cooper was like "what?!" and stunned... i, being all groggy from waking up, thought it was just a hallucination or a dream that i was dealing with.

but no.

and in watching the press conference, the president of the mining company - ben hatfield - read the statement and answered questions - part of me felt bad for him, but they knew that the news at 11:45 last night was not confirmed. and the reason he gave for not telling the families - or the media, for that matter - that the news was unconfirmed.... well, he said that the families were already on an emotional rollercoaster and didn't want to dampen their euphoria.

come on.

i would rather have my "euphoria dampened" rather than being led on for 3 bloody hours thinking that all was well and my family was still in tact.

The news made Dem Bloggers swing at the media. In a post titled, "Now Do You Understand Why We Don't Trust Them," DB wrote:

The other night Anderson Cooper said this while interviewing Gov. Manchin about the trapped coal miners:

Our pledge over the next two hours is not to be traffic and rumor. We're not going down the road of speculation. We're only looking for facts. Because God knows, there are a lot of people who have a personal involvement watching right now. We don't want to give them any misleading information.

Okay it sounds reasonable right? They won't jump to conclusions and do something cruel like report that 12 of the 13 miners are alive and then retract the story. Nope there is no misleading information there... move along folks nothing to see here...

PSOTD, meanwhile, calls for a public investigation into how CNN and MSNBC performed:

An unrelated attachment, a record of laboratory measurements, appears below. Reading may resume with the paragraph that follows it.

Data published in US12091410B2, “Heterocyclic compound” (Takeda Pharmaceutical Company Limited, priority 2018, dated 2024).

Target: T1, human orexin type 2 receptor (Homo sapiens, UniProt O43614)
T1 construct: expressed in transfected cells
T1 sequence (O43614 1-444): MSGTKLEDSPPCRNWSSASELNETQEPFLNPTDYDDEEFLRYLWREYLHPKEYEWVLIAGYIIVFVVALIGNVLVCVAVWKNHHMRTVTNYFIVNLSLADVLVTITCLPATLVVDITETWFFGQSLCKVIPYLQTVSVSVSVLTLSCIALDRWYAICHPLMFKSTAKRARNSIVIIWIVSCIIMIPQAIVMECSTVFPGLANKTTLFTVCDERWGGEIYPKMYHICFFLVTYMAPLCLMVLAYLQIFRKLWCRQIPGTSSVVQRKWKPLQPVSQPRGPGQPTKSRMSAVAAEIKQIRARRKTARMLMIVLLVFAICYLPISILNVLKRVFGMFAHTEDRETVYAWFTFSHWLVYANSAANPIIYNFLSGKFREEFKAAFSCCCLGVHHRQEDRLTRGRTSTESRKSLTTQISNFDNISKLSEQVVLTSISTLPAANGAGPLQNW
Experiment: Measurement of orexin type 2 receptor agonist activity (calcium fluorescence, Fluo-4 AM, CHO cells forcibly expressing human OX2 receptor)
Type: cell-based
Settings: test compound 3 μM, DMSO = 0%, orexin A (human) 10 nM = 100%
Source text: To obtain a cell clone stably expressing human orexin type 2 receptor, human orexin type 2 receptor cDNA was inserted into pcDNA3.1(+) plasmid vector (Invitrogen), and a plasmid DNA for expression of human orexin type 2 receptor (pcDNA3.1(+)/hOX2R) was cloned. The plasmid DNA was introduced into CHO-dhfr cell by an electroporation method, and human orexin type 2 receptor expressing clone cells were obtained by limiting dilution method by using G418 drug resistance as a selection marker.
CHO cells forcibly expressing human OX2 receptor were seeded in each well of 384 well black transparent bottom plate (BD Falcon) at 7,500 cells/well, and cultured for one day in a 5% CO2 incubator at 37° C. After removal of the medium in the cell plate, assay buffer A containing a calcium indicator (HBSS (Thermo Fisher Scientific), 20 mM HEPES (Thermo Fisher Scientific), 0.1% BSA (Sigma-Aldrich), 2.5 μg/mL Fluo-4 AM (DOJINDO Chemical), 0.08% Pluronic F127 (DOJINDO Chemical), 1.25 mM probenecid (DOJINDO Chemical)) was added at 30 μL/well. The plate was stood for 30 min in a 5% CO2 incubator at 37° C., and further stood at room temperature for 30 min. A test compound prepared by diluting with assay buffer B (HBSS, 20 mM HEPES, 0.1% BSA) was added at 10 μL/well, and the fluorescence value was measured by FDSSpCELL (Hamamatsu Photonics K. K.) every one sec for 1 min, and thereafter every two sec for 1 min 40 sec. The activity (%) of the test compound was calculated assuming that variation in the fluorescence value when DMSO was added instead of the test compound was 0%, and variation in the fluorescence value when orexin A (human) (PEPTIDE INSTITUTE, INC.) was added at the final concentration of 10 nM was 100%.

Both news organizations spent most of their on-air resources the past few days covering the mine disaster, yet were unable to show any more news coverage maturity than a shopping mall gossip when the rumor broke that the miners had survived. I can't even imagine how heartbreaking it must be for a family member or friend of a miner, to have what you believe is a legitimate news organization trumpeting the survival of almost all the miners, just to have that news proven absolutely false within hours.

"So how long do we continue to allow corporations to use human beings as cheap, disposable labor?" asks Suburban Guerrilla. She links Jordan Barab, who spent 16 years running AFSCME's health-and-safety program. Barab, who writes the Confined Space blog, reports on the mine's record:

According to the Mine Safety and Health Administration, the Sago Mine had been cited over 200 times in the past year. Because the Mine Safety and Health Act require every mine to be inspected four times a year, numerous citations are not uncommon. The troubling thing is that both citations and injuries have gone up significantly since last year. The mine's injury rate is three times the industry average and it has been plagued by a dozen roof falls in the last half of last year.

Posted 01/04/2006 10:04:49 AM
> "So how long do we continue to allow corporations to use human beings as cheap, disposable labor?" asks Suburban Guerrilla.

As long as we demand to buy goods at prices that force capital to use foreign labor.

These people don't live in sophisticated, enlightened, liberal, educated Lafeyette Hills.  Where they live you have two choices when you graduate from high school - Walmart for $8/hour and no benefits or the mines for $20/hour and some benefits.  

And a good man must support his family so the wife and children work at Walmart and the good man goes down into the mine.

And what little they have - they have becuase they can afford to shop at Walmart.

Our standard of living is going down. Capitalism does that.  Maybe National Socialism is the way - keep your eye on Venezuela and maybe soon Bolivia.

Citizen Mom
Posted 01/04/2006 11:17:44 AM
I was counting the seconds until it became "the media's fault." The mining company knew during those three hours that erroneous information was circulating, yet they allowed it to continue. The mining company CEO said HE knew within 20 minutes that the 12 were dead. 
So sad, on so many levels. 
Posted 01/04/2006 11:22:56 AM